Local Slave copy of root zone

Doug Barton dougb at dougbarton.us
Sat Aug 18 22:57:17 UTC 2018

On 2018-08-15 10:43, Tony Finch wrote:
> Doug Barton <dougb at dougbarton.us> wrote:
>> Slaving the root and ARPA zones is a small benefit to performance for 
>> a busy
>> resolver, [...]
>> This technique is particularly useful for folks in bad/expensive 
>> network
>> conditions. While the current anycast networks of root servers is much 
>> better
>> than it was "in the old days," the more data you have locally the more
>> resilient you are to DDOS against those targets.
> I should probably have said that it isn't just RFC 8198:
> * synth-from-dnssec (RFC 8198) synthesizes negative answers, so in most
>   cases you don't need to talk to the authorities to find out that the
>   answer is no; this is on by default

If you're slaving the zone on the resolver, that resolver is 
authoritative for the zone, so it doesn't need to query another server 
to prove that the answer is no.

> * prefetch (https://tools.ietf.org/html/draft-wkumari-dnsop-hammer [1])
>   means your users won't suffer the latency of talking to the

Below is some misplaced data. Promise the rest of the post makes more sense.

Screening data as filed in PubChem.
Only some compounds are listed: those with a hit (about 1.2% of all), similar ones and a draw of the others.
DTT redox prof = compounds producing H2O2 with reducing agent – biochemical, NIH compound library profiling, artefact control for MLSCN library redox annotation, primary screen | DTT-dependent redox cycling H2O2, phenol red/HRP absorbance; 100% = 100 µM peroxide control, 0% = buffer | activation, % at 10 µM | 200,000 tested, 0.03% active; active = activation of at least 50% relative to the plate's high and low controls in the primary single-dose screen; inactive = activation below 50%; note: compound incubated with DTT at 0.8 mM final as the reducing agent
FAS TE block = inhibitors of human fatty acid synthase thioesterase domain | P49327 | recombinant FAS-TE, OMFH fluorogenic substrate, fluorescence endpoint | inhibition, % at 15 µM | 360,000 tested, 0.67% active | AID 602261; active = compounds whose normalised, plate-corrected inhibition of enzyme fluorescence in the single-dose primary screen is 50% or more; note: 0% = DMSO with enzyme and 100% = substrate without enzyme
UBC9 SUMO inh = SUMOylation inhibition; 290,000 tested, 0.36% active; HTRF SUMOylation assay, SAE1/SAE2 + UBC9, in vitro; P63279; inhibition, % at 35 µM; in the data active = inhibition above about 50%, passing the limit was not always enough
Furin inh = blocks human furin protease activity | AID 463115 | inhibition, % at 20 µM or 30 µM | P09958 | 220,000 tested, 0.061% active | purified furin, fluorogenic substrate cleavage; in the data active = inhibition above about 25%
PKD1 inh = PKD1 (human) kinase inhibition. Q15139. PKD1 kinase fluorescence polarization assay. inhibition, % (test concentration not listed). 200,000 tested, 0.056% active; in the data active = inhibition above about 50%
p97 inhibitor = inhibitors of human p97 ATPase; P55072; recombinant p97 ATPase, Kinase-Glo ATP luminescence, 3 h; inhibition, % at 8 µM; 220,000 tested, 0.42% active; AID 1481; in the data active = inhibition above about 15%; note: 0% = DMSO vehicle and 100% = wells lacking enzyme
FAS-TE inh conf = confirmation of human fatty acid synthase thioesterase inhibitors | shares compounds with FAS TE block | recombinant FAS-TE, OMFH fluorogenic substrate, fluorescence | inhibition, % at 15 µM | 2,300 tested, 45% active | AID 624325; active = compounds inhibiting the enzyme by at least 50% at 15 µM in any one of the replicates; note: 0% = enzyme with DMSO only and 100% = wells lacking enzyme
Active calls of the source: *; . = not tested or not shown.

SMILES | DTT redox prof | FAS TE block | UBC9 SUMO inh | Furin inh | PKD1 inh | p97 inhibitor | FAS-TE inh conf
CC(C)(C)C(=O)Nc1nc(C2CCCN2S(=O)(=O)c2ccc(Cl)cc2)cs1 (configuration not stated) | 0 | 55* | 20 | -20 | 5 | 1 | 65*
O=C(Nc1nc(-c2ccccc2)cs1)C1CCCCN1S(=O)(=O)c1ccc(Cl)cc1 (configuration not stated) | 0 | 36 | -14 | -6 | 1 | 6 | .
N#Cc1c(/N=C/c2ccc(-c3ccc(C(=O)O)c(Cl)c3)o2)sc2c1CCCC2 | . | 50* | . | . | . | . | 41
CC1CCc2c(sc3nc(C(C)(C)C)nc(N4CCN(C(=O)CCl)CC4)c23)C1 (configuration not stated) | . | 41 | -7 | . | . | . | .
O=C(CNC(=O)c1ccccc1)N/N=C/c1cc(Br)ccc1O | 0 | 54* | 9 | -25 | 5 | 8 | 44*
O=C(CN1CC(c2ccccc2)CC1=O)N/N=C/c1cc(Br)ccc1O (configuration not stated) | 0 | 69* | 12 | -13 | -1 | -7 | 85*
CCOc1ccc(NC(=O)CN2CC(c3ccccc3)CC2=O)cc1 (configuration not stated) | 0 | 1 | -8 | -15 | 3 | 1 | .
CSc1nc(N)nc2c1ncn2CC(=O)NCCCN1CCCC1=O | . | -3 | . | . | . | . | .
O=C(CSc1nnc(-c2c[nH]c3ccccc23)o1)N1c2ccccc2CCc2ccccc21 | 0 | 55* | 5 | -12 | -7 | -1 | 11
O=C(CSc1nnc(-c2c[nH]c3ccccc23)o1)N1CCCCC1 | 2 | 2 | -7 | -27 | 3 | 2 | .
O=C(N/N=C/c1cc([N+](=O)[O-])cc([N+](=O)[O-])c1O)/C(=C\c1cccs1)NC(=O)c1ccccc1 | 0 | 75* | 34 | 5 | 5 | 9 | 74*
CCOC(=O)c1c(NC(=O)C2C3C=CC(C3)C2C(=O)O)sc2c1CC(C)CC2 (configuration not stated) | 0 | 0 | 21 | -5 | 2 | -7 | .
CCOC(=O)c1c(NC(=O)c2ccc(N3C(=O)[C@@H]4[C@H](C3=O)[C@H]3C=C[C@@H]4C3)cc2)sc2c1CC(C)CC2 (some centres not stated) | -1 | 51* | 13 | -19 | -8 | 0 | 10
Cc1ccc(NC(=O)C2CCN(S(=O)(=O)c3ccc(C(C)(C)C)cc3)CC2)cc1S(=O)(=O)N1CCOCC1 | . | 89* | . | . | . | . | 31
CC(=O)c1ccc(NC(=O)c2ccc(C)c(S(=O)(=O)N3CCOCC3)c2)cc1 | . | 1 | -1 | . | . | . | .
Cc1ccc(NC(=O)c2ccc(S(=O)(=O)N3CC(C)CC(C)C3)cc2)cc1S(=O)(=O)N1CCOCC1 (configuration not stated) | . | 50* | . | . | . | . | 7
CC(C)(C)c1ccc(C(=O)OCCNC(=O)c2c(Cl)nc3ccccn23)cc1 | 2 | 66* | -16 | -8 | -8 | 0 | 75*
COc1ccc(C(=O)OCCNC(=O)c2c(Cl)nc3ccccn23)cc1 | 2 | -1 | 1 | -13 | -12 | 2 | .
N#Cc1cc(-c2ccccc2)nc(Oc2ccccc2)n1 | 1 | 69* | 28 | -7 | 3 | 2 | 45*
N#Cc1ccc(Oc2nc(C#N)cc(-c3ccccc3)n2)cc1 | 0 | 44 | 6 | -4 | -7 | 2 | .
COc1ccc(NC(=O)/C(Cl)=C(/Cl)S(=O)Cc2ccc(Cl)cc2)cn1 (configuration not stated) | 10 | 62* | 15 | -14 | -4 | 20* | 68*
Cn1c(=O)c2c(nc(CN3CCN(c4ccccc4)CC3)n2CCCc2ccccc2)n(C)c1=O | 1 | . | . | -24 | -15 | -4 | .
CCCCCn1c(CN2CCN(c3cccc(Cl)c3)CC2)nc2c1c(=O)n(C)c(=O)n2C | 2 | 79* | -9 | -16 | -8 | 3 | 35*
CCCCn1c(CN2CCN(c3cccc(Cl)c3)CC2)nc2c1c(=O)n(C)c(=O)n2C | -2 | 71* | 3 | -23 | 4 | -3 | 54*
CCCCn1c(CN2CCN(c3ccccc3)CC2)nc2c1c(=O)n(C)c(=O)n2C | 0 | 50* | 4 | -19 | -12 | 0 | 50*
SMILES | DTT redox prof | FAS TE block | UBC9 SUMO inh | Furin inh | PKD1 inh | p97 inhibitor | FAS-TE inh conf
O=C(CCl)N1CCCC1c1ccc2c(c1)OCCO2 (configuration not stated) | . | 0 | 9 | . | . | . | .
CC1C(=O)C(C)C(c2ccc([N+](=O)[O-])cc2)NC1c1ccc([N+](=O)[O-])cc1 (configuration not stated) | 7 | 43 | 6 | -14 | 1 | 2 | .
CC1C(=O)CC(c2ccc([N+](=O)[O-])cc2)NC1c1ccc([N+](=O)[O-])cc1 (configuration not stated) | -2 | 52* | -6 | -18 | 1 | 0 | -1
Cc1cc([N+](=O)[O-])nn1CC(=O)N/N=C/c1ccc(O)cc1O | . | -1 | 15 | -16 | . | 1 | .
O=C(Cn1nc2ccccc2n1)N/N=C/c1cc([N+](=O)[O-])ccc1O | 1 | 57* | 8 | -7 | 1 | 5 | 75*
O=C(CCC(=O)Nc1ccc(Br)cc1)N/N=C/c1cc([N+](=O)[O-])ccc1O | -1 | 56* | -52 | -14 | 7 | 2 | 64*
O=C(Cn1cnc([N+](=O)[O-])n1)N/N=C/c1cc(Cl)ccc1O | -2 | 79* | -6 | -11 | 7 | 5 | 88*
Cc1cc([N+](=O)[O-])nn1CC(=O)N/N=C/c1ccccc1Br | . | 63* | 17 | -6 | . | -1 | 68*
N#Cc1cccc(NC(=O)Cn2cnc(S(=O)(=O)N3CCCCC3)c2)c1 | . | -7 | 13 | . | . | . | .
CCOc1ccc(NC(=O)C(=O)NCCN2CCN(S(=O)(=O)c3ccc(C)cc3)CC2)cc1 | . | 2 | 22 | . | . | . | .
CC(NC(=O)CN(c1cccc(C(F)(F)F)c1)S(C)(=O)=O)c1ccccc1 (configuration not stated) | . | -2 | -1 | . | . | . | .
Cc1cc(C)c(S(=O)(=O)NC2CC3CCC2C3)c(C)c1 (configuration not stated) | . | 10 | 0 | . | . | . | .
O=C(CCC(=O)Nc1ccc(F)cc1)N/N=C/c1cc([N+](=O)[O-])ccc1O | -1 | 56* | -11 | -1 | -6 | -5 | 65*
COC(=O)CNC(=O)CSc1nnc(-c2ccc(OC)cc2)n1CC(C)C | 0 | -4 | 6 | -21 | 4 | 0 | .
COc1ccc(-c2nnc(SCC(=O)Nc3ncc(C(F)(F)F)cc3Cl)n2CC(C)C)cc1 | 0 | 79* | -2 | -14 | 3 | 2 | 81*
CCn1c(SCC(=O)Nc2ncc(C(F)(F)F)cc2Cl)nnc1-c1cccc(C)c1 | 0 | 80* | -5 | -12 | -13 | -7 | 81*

> authorities
>   when a popular name expires from the cache; this is on by default

If you're slaving the zone, there is no cache to expire.

> * stale-answer-enable / max-stale-ttl
> (https://tools.ietf.org/html/draft-ietf-dnsop-serve-stale)
>   means you can still function for a while if you can't reach the 
> authorities

This is a terrible idea, so not having it is a good thing.  :)

> These are all general-purpose features, not at all specific to the 
> root.
> I think a local root was clearly a good idea before DNSSEC; since 2010 
> I
> have been less comfortable with it.

How, specifically, is DNSSEC affected by the validating resolver having 
a local copy of the root zone?


More information about the bind-users mailing list